Documenting the seasons of coastal Dorset. I'm a complete amateur so don't trust I'm always right. If ever you see I'm wrong - whether with identifications or in anything else - do say!

Monday, 1 June 2009

STEPPING OVER THE EDGE

What's over the top? This is what Hermes and Debbie asked when I showed this photo on 'Pictures Just Pictures'. There's not much of an overlap between readers of these blogs, a little, not much. (Not that people who go to Pictures Just Pictures are offered much to read!) But I thought I'd do a connected post for a change, especially because I've mentioned coastal erosion before on Loose and Leafy. (Just one of the many things I know nothing about but, because I notice it, it turns up here). So this is what you see when you come over the brow on this stretch of path.
Portland Harbour - where the sailing events for the 2012 Olympics will be taking place - and Portland in the distance. Not that I recommend you take your eye off the path, or you'll be tumbling down here. Over and over, people make new paths as the old ones crumble away;
higher, then higher . . . So that's what I do now - take the higher path, in case that next edge is ready to tip. There are lots of little coves below; each one protected from the waves by boulders. They loop in and out like a lace edging. Gorse burns - and there's a lot of gorse round here. This fire was recent; the smell of burning so strong it may still have been smoldering. On the way back, I met women bringing buckets of water to put out a smaller fire before it spread.
Picture Just Pictures readers may recognise the remains of the World War Two Gun emplacement on the beach. (The round shape.) 'Now The War is Over ' and 'Fallen Wall'.
This is another photo from Pictures Just Pictures, 'Rusted Rails Near Ferrybridge'. This is where the path I was on meets with the route of the old line to Portland. When I first walked here, the tracks had been lifted but there was nothing but broken stone under foot. It has a tarmac surface now and lots of people walk or cycle in and out of town along it. Great! Except I feel a bit churlish. It was nice to be here when hardly anyone else was!
This is the Causeway to Portland. I'll show you what it's like to walk along there sometime . . . coastal plants and all! About the painting - I've done half the kitchen, the downstairs loo and half the bathroom . . . there are so many other things to be doing instead!

11 comments:

Monica the Garden Faerie said...

I just love the geography of where you live. I please tell me your shoes are orange, not red. I adore them! :) (I'd like them in red, too, of course!)

Lucy said...

Hi Monica, I love the geography of where I live too!

I moved to Dorset more than twenty years ago but I'm still stunned every time I walk out into its beautifulness and drama.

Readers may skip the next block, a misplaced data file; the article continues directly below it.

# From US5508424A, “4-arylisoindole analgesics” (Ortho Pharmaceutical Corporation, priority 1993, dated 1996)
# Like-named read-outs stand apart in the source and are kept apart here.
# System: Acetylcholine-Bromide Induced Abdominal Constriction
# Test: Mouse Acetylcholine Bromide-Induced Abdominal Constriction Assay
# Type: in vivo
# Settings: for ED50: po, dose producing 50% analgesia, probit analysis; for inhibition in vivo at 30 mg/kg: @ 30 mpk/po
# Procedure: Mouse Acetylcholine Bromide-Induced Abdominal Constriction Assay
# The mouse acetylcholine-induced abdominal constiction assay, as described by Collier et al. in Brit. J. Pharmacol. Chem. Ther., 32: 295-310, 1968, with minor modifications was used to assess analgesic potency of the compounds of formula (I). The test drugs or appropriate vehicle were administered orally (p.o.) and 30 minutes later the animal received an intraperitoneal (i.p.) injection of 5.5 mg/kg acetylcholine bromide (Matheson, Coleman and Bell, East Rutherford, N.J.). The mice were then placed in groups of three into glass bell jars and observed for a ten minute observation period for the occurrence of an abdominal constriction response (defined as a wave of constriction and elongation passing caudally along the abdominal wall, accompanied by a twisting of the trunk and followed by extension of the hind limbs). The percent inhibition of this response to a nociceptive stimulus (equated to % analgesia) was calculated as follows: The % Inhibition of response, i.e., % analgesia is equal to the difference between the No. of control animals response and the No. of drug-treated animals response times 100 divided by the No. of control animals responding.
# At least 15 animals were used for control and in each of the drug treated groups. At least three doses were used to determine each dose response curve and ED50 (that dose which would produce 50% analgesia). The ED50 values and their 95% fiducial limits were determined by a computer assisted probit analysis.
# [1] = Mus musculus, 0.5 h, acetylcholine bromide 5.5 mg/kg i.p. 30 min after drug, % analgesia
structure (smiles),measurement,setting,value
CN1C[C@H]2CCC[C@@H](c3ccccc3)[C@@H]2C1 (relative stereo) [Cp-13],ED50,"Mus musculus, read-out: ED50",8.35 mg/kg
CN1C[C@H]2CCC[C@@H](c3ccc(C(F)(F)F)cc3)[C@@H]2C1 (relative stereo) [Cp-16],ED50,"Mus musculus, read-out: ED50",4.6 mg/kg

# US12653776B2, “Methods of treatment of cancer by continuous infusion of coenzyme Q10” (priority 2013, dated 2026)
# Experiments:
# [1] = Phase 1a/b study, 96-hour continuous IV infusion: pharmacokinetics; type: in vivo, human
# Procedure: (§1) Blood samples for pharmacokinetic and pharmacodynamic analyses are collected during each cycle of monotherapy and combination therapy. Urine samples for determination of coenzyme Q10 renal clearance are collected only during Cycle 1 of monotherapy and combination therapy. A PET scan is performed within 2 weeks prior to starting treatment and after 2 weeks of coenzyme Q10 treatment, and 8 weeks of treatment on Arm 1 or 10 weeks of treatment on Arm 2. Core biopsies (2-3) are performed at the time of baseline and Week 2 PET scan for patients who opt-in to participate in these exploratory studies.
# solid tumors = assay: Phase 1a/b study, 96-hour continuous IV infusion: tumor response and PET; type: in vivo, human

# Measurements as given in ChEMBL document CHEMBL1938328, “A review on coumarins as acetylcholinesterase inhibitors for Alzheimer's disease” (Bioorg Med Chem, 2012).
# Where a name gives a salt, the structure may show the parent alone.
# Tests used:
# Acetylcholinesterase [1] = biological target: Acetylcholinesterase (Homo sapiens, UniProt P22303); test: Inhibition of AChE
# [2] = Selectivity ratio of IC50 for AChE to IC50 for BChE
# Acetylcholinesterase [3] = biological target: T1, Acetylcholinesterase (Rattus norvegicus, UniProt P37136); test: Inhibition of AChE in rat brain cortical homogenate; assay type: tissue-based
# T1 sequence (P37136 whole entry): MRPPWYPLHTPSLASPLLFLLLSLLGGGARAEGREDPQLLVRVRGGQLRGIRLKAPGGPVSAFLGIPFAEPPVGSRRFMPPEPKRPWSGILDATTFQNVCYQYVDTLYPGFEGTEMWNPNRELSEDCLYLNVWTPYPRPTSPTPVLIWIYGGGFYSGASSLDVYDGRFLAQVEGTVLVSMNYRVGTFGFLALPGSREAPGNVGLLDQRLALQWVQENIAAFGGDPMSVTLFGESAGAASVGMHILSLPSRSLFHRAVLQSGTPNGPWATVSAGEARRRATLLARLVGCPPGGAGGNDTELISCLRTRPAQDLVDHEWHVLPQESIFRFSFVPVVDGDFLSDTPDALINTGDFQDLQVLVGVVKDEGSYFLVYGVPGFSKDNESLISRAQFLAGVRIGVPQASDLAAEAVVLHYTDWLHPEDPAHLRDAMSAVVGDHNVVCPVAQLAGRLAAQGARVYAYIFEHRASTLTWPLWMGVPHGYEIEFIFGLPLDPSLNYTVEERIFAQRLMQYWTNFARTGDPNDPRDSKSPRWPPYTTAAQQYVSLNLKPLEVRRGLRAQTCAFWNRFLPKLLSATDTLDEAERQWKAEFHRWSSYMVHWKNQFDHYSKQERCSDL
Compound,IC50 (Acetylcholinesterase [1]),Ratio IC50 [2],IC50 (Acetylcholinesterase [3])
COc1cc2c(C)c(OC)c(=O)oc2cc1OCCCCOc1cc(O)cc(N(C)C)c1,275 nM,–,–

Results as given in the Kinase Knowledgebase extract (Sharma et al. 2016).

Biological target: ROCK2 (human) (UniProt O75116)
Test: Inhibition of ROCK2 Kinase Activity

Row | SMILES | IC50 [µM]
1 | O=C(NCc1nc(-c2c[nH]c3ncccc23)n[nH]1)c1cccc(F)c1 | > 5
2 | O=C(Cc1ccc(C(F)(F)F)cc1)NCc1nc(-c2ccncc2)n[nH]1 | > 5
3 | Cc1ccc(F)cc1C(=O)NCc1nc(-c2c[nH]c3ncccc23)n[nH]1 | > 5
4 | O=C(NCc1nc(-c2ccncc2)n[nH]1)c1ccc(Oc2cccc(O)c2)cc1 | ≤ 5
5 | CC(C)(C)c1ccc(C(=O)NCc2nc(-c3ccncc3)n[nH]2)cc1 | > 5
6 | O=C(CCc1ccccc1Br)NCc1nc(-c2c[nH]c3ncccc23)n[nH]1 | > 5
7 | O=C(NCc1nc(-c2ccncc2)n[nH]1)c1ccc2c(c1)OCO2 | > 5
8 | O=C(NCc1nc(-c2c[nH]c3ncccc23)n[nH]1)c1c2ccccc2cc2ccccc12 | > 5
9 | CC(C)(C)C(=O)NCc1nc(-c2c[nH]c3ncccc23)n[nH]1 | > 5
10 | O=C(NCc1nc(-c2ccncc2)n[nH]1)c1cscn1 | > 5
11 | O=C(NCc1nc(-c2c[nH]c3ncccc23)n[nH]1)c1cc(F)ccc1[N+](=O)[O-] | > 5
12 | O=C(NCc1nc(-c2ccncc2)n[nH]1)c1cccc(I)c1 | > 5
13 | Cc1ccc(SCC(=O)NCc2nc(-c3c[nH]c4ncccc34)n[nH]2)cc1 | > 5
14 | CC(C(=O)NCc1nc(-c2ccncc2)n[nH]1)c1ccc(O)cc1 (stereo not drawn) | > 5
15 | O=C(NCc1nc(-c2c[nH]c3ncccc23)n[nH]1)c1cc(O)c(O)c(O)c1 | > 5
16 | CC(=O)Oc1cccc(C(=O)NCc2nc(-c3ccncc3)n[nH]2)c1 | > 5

And the shoes. It's difficult with people looking through different screens but, on mine, the colours are exactly right.

They are red - but at the orange end of redness and the red of the stitching and the red of the leather on the outer edges are redder than the unpolished bit - which catches the light in a different way and it is slightly more orange.

Oh! I think I'll abandon photographic and wild nature blogs and start a fashion one instead.

Lucy

flowrgirl1 said...

hey Lucy, thanks for stopping by my blog. Love your latest post pics. oak leaves do compost but it takes much longer. I prefer maple but of course, dont have any in my yard!

catmint said...

thanks for the vicarious walk, such beautiful ever changing natural phenomena.

Brenda Jean said...

This is cool...it kind of reminds me of our dune areas off of Lake Michigan. I love coastal plants, so that would be neat if you shared about those too. I always feel so relaxed when we are near the water, and the beaches.

Tatyana said...

Hi Lucy! It's funny - I just found out that you have this blog! I visit your second blog, but not this. Blotanical is so huge, it's almost impossible to check all the blogs. Anyway, I am glad I am here!

Chris said...

Your pic called Rusted Nails is so beautiful. I love the sunlight on the water! It is a shame to see the pathway crumbling, erosion is a problem in many coastal areas.

BT said...

What a lovely post Monica. I remember walking the path between Eastchurch and Leysdown and each year it moved further inland. Parts of it were frightening. Super photos too. And those shoes. Lovely lovely.

Town Mouse said...

Ah, "It was nice to be here when hardly anyone else was!"

That pretty much sums up the human condition these days, doesn't it? ;->

HolidaysForFun said...

I went there.

azplantlady said...

Hello Lucy. What a beautiful place. It is always hard when lots of people discover these hidden places and put parking lots in.